Database Trial – 17th and 18th Century Nichols Newspapers Collection

We’re dipping into the past again for our latest database trial courtesy of the Gale Company.

17th and 18th Century Nichols Newspapers Collection features London newspapers and pamphlets gathered by antiquarian and printer John Nichols. This collection, sourced from the Bodleian Library, spans the years 1672 to 1737 and complements the titles and issues found in 17th and 18th Century Burney Collection Newspapers.

To begin searching go to http://infotrac.galegroup.com/itweb/loughuni?db=NICN

Access is via IP address and the trial runs to 2nd January 2018.

We welcome feedback – good or bad – on this trial, please contact Steve Corn s.c.corn@lboro.ac.uk with your comments.

Congratulations to Kazuo Ishiguro

Congratulations to British author Kazuo Ishiguro, who was today announced as the winner of the 2017 Nobel Prize for Literature.

Best known for the 1989 Booker Prize winning novel The Remains of the Day, Kazuo Ishiguro was born in Japan in 1954 but emigrated with his family to England in 1960. His first novel, A Pale View of Hills (1982) actually started life as his masters thesis! He has published 8 novels in total so far, and two – Remains of the Day (1993) and Never Let Me Go (2010) – have been successfully adapted for cinema.

The Library holds copies of several of his novels among our literature section on Level 2, along with a broad spectrum of representative and critical works of the greatest authors of all time.

Got Some Unwanted Novels? We Want Them!

When you’re packing up for the Summer Vacation in the next couple of weeks and discover you don’t quite have room for those novels you’ve been reading in your down time, don’t sling them – we’ve got room for them!

Have you come across the BookCrossing baskets of donated novels situated in various buildings across campus? The purpose of this initiative is to encourage everyone to take advantage of the recognised benefits and joys of reading for pleasure. We’re always in need of more books to ensure the baskets are refreshed and restocked throughout the year – and that’s where you can help us!

Please drop off at the Library any paperback novels you no longer need. The genre doesn’t matter – the broader the range the better! All we ask is that the books are in good condition.

Database Trial – Romanticism: Life, Literature and Landscape

Portrait of William Wordsworth by Richard Carruthers, 1818. Taken from the website.

English Literature students and poetry aficionados will find our latest trial of great interest. 

Romanticism: Life, Literature and Landscape offers unique access to rare and priceless literary sources that are indispensible for scholars and students studying William Wordsworth and the Romantic period. The collection offers an insight into the working methods of the poet and the wider social, political and natural environment that shaped much of his work and that of his contemporaries. In addition, this collection makes available the writings of Dorothy Wordsworth through her much celebrated Grasmere Journals, Alfoxden diary and travel journals. Verse manuscripts and correspondence from leading literary lights of the Romantic period such as Samuel Taylor Coleridge, Thomas De Quincey and Robert Southey are also made available in this powerful digital resource.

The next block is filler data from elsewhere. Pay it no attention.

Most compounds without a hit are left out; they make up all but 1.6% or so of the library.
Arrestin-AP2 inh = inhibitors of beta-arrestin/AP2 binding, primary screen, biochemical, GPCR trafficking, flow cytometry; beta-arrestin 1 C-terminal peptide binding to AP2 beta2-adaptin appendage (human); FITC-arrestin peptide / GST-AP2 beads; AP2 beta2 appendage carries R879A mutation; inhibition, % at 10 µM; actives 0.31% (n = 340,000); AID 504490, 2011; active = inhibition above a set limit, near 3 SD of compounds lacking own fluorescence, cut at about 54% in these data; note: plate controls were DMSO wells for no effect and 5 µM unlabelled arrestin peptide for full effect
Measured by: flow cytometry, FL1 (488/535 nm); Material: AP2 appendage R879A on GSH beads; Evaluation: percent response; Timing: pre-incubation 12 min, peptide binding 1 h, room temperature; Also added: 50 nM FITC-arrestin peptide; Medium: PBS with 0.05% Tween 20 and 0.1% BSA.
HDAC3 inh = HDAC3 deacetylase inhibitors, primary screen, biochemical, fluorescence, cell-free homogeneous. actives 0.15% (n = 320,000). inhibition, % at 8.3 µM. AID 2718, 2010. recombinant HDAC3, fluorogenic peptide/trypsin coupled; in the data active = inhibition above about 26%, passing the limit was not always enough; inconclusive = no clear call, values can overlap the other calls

This exciting collection offers access to the full manuscripts of such notable works as ‘The Prelude’ and ‘Michael’; Samuel Taylor Coleridge’s ‘Dejection: An Ode’ and Thomas De Quincey’s ‘Confessions of an English Opium Eater’, as well as masses of personal correspondence between key literary and political figures of the eighteenth and nineteenth centuries. Women within the close literary circle such as Dorothy Wordsworth, Mary Wordsworth, Dora Wordsworth and Sara Hutchinson are also well represented through diaries, both domestic and personal; correspondence and travel journals.

To begin searching go to http://www.romanticism.amdigital.co.uk/ – access is via IP address and the trial runs to 23rd June 2017.

*Please note that PDF download options are not available during this  trial.

We welcome feedback – good or bad – on this trial, please contact Steve Corn s.c.corn@lboro.ac.uk with your comments.

An Evening of Creative Writing at the School of the Arts, English and Drama

On Monday May 15th the School of the Arts, English and Drama is hosting an evening dedicated to celebrating the creative writing produced by their talented postgraduate students.

Their graduating MA Creative Writing cohort will read a selection of work from the portfolios they have developed over the last year. You can expect to hear poetry, young adult fiction, thriller, sci-fi and lots more, with each student reading for approximately 10 minutes.

The event is taking place in the Stanley Evernden Studio in Martin Hall, between 7-9pm. Refreshments will be provided. To book your place, visit the link below:

http://www.lboro.ac.uk/departments/aed/news-events/events/2017/ma-creative-writing-evening.html

Put a Spring in Your Step with the Student Book Club

Book lovers may like to put Tuesday 2nd May in their diaries, as that will be the date the Student Book Club meets for the first time during the Summer Term, with a particularly seasonal book up for discussion this time.

Spring Tales is an anthology of striking short stories on the theme of Spring, and is one of a quartet of collections inspired by the seasons.

So if you’re looking for a little something different to tide you over the Easter holidays, why not sign up for a copy at the Level 3 desk?

The Book Club will be meeting at the usual time, 730pm, in the usual place, the Library Staff Room, but on a slightly different day – Tuesday – as the Monday is, of course, a Bank Holiday.

For more information about the Club, please contact Sharon Reid at the Library: S.D.Reid@lboro.ac.uk, ext. 222403, or why not join the discussion on our Facebook page?